GMAT Verbal Section

The last section on the GMAT is the Verbal Section which is multiple-choice. You have 75 minutes in which to answer questions. The Verbal question types consist of Critical Reasoning, Sentence Correction, and Reading Comprehension.

GMAT Critical Reasoning Questions

Critical Reasoning questions are designed to test your analytical skills. You are presented with a short piece of text in which a writer makes an assertion or states a point of view and then tries to support it, and a question relating to the text. Your task is to find the answer choice that strengthens or weakens the argument. You may also be asked to find an assumption that the argument makes or to make an inference yourself.

To do well on critical reasoning questions, you need to understand the structure of the argument. Identify the conclusion, what evidence there is to support it and what assumptions are made to draw the conclusion. Think about these steps before you look at the answer choices or the intentionally tricky wording of the answers can confuse you.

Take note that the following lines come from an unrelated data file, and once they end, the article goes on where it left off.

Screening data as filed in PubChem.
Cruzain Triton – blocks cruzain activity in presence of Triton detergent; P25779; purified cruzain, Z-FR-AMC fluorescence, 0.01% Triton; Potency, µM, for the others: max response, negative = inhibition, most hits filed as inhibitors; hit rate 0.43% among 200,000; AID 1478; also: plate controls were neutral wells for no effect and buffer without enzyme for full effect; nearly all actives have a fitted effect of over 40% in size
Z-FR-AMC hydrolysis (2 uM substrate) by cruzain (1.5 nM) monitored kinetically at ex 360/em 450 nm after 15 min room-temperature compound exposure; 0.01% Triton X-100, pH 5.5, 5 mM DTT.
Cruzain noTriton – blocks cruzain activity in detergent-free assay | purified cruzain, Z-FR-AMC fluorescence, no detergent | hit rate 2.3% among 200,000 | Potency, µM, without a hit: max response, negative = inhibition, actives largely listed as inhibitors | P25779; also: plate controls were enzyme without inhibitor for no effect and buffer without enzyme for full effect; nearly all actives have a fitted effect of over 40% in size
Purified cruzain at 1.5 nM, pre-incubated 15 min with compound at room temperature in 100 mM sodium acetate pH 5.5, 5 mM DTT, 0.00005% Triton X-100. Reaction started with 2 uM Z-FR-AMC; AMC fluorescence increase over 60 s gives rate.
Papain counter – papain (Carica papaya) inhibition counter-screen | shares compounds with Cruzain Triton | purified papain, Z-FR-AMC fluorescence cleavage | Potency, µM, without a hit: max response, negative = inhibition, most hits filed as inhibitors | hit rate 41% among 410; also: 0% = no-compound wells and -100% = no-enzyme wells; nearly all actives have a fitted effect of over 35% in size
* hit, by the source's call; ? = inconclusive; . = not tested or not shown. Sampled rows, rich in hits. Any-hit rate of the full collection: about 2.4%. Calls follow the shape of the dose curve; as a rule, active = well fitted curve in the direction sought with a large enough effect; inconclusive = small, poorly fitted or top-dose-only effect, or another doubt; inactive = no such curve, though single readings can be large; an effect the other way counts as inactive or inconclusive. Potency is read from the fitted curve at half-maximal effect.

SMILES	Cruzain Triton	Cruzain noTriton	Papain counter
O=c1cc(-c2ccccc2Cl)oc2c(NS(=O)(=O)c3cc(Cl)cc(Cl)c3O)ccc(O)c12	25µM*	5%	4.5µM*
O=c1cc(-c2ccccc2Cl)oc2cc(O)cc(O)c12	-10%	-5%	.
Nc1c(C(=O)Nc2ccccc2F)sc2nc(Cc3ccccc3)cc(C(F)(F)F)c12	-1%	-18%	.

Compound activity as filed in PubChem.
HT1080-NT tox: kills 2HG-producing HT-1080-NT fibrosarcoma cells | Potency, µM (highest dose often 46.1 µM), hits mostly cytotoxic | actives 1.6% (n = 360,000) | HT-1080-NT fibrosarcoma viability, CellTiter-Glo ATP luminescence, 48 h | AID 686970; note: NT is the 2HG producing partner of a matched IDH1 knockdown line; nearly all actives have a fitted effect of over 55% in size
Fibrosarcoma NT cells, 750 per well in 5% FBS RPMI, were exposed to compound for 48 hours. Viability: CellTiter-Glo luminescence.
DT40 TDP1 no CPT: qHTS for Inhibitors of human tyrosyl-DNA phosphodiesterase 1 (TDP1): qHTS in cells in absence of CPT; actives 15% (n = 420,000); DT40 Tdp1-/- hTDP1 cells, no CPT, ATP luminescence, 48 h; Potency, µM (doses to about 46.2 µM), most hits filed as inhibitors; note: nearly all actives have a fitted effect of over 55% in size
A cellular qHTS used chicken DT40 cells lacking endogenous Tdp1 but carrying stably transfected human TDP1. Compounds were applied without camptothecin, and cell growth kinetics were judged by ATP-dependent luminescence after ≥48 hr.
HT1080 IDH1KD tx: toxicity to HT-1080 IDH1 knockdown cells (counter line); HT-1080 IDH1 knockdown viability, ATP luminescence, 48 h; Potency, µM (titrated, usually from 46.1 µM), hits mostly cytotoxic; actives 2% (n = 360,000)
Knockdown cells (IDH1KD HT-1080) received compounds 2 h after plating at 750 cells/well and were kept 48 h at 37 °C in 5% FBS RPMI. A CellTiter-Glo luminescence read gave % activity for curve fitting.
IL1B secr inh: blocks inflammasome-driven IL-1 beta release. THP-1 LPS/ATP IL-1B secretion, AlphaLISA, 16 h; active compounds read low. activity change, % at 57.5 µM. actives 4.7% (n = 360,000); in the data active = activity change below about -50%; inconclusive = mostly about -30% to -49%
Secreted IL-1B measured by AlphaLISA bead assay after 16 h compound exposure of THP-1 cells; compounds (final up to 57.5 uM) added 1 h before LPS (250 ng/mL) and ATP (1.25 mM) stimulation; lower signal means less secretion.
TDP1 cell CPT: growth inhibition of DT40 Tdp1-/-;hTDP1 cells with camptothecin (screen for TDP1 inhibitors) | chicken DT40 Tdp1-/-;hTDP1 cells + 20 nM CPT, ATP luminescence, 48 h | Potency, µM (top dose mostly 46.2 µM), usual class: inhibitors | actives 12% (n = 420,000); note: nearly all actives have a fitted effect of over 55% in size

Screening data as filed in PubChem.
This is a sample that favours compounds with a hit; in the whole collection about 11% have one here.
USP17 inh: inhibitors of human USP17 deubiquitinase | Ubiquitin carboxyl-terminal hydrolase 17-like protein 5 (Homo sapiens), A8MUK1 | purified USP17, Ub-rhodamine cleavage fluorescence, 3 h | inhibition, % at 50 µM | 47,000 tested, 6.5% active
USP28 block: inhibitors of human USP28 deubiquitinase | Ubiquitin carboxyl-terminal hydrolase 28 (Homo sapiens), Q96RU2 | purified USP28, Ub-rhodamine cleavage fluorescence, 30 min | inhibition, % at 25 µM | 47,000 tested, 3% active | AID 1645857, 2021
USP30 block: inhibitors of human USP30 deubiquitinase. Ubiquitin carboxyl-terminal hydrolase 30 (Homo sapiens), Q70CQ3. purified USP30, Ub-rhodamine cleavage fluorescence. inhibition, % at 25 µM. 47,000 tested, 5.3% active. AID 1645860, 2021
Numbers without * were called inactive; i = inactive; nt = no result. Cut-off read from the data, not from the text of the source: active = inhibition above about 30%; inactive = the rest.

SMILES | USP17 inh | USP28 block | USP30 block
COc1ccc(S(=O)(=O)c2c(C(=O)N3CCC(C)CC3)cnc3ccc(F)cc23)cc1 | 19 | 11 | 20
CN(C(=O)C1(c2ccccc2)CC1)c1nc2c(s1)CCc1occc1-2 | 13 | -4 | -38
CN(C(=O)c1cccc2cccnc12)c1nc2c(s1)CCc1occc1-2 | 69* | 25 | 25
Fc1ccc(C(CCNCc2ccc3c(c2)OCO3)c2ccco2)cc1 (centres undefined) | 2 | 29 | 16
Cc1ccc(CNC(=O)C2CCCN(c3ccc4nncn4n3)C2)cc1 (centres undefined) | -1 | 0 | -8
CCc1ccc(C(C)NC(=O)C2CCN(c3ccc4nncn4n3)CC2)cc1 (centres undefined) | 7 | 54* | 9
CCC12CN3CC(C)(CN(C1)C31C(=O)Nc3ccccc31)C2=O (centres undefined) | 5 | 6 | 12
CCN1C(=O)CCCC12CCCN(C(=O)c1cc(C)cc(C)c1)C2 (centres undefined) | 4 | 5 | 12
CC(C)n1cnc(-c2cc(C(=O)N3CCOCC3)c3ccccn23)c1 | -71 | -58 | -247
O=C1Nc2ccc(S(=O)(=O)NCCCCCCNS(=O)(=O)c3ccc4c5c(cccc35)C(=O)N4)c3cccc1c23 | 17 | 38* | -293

GMAT Sentence Correction Questions

Sentence Correction questions test your knowledge of written English. You are shown a sentence (which can be very long and contorted) and some or all of the sentence will be underlined. Your task is to find the most grammatically correct version of the underlined section from amongst the answer choices.

For each sentence correction question, read the original sentence carefully before looking at the answers. If you spot an error, you can eliminate Choice (A) immediately, because Choice (A) always restates the language of the original. You may be able to instinctively "hear" whether the sentence is correct by using the intuitive "ear" that you've developed by speaking and reading English.

GMAT Reading Comprehension Questions

When faced with a passage in a Reading Comprehension question, remember that you don’t need to memorise all the information in it. Instead, read through it quickly the first time and try to get a feel for the topic, the author's purpose, and the scope of the passage—that is, how broadly or narrowly the writer treats a subject. Read through each passage before looking at the questions so you don't get overly confused.